Cosmè Tura, Madonna and Child in a Garden, ca. 146070;
Tempera and oil on wood panel, 21 × 14 5/8 in.; National Gallery of Art, Washington, D.C.; Samuel H. Kress Collection; inv. 1952.5.29 

Picturing Mary offers the first opportunity to see two mid-15th-century works by northern Italian artist Cosmè Tura side by side. A painting of the Madonna and Child on loan from the National Gallery of Art in Washington, D.C., and a related terracotta relief attributed to Tura from the Grimaldi Fava Collection in Italy both depict the Virgin with elongated fingers and a wide forehand. These deliberate distortions were meant to signify Mary’s spiritual intensity.


Sandro Botticelli (Alessandro Filipepi), Madonna and Child (Madonna col Bambino), also called Madonna of the Book (Madonna del Libro), 148081;
Tempera and oil on wood panel, 22 7/8 × 15 5/8 in.; Museo Poldi Pezzoli, Milan; inv. 443 

Sandro Botticelli’s Madonna and Child (148081) depicts Mary and Jesus in a domestic setting as Mary reads from a book of prayers. Her melancholy expression and the darkening sky beyond the window suggest Mary’s premonition of Christ’s death. Botticelli was favored by the leading aristocratic families of Florence and enjoyed the patronage of Pope Sixtus IV.

Artemisia Gentileschi, Madonna and Child (Madonna col Bambino), 160910; Oil on canvas, 46 1/2 × 33 7/8 in.;
Galleria Palatina, Palazzo Pitti, Florence; inv. 1890 no. 2129 

Considered the most important woman artist before the modern period, Gentileschi was the first woman to run a large studio with many assistants and was also the first woman follower of Caravaggio. Her life story has inspired a number of contemporary novels and films. Gentileschi’s Madonna and Child (160910) depicts Mary as a nurturing peasant woman. With Jesus wrapped in a plain cloth and a barefooted Mary wearing simple, everyday clothes, Gentileschi presents a markedly humble conception of the Virgin.

Elisabetta Sirani, Virgin and Child, 1663; Oil on canvas, 34 × 27 1/2 in.;
National Museum of Women in the Arts, Washington, D.C., Gift of Wallace and Wilhelmina Holladay; Conservation funds generously provided by the Southern California State Committee of the National Museum of Women in the Arts

Sirani’s Virgin and Child (1663), part of NMWA’s collection, portrays Mary not as a remote queen of heaven, but rather as a very real young Italian mother. She wears a turban favored by Bolognese peasant women and gazes adoringly at her plump baby. When Sirani died at 27, she had already produced two hundred paintings, drawings and etchings. She became famous for her ability to paint beautifully finished canvases so quickly that art lovers flocked to her studio to watch her work. Her portraits and mythological subjects, especially her images of the Holy Family and of the Virgin and Child, gained her international fame.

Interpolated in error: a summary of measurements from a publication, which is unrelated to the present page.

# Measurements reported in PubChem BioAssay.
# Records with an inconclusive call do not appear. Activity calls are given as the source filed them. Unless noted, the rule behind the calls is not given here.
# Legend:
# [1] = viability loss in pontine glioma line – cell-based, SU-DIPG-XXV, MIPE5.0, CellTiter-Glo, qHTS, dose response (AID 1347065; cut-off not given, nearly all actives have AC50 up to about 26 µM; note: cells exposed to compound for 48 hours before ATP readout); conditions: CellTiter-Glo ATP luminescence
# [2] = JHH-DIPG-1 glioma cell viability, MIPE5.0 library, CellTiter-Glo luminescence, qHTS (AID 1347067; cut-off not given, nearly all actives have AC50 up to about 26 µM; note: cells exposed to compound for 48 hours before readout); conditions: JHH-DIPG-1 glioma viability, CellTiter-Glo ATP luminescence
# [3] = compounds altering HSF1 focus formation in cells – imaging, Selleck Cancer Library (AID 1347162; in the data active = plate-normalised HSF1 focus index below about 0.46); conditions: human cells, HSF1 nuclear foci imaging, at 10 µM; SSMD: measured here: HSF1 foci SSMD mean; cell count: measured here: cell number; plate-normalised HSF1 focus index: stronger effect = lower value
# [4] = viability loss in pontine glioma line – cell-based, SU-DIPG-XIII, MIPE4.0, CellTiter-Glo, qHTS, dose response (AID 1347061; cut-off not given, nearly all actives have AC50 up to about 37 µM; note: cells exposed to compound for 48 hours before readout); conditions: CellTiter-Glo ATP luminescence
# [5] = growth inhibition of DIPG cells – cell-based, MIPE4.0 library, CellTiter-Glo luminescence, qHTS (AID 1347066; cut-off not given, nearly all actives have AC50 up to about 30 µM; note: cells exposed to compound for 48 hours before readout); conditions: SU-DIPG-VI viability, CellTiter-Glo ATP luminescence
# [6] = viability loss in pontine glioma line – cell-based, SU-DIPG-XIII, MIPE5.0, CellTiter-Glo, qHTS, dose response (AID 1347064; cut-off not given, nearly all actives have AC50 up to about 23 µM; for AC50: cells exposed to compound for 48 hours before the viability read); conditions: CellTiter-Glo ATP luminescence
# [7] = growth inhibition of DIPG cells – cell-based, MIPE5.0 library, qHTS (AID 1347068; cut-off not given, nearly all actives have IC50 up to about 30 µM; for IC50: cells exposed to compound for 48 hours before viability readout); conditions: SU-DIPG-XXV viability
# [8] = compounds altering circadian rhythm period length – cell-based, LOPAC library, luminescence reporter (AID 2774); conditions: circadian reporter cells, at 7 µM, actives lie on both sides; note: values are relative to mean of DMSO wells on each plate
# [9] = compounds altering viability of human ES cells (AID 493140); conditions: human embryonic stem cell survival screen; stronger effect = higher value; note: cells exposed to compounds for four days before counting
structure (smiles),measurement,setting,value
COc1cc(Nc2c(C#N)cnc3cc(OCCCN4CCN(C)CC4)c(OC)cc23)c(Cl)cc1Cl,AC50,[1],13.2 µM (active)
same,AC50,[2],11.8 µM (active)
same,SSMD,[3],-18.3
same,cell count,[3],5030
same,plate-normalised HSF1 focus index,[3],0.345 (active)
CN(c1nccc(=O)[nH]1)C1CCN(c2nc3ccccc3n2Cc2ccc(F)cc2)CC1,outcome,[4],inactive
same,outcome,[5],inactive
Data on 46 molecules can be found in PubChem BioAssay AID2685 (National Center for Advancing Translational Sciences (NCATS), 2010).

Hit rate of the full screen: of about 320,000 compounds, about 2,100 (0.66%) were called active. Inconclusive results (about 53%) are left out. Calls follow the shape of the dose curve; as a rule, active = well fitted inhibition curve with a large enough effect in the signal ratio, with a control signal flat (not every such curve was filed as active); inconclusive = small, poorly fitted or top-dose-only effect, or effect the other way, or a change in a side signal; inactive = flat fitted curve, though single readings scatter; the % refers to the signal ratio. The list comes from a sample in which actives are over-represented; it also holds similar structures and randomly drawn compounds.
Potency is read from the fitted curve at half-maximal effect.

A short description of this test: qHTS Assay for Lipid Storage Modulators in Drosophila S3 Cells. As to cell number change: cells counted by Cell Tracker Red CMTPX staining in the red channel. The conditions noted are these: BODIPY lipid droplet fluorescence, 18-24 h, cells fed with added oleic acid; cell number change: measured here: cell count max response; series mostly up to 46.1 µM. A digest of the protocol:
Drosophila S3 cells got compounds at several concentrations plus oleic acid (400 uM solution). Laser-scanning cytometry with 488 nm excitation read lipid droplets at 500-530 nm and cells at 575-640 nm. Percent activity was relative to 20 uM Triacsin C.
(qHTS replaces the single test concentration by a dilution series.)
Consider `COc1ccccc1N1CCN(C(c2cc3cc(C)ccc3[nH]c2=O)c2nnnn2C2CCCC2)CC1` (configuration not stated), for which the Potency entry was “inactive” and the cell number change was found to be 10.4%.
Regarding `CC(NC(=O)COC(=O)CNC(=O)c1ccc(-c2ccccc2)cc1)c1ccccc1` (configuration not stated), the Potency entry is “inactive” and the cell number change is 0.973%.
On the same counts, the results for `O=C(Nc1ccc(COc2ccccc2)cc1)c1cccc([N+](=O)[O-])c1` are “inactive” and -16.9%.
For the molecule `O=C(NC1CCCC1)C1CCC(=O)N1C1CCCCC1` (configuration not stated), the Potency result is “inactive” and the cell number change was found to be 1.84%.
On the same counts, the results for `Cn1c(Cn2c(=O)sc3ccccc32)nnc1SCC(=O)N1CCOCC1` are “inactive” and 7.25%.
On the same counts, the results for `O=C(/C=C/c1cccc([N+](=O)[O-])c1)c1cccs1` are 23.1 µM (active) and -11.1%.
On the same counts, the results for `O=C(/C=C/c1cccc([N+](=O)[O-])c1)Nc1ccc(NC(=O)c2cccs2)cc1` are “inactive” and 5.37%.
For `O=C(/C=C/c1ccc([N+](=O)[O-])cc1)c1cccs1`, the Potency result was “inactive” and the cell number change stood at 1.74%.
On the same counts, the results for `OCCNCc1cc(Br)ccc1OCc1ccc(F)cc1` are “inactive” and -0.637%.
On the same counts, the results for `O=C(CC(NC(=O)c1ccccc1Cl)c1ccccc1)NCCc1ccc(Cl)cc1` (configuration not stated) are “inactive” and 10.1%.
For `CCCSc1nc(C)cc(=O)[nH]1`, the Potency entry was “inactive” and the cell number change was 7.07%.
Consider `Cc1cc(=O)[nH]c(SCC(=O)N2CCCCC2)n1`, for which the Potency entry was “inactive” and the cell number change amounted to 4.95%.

A 160-page, full-color catalogue published by NMWA and Scala Arts Publishers will accompany the exhibition; it features four essays and one hundred color images. The essays, by Monsignor Verdon; Melissa R. Katz, Luther Gregg Sullivan Fellow in Art History, Wesleyan University; Amy G. Remensnyder, professor of history, Brown University; and Miri Rubin, professor of medieval and early modern history and head of the School of History at Queen Mary University of London, deepen the ecumenical approach of NMWA’s Picturing Mary project, offering an expansive view of historical Marian art. The central essay, by Monsignor Verdon, discusses works in the exhibition and provides an incisive view of Mary through both socio-historical and theological lenses. 

Essays by historians Amy G. Remensnyder and Miri Rubin situate Mary within the broader social context of European history. Remensnyder centers her discussion on the Virgin Mary as a key player in encounters between Christian and Muslim nations in the medieval and Renaissance eras. Rubin surveys Christian traditions of representing Mary (including those developed in monastic communities) and their influence on political and cultural realms. Including discussion of a sculpture type known as Vierge ouvrante, in which the Virgin’s body serves as a set of doors that open to reveal other motifs, art historian Melissa R. Katz considers the devotional function of Marian imagery and the remarkable fluidity of its meaning through time.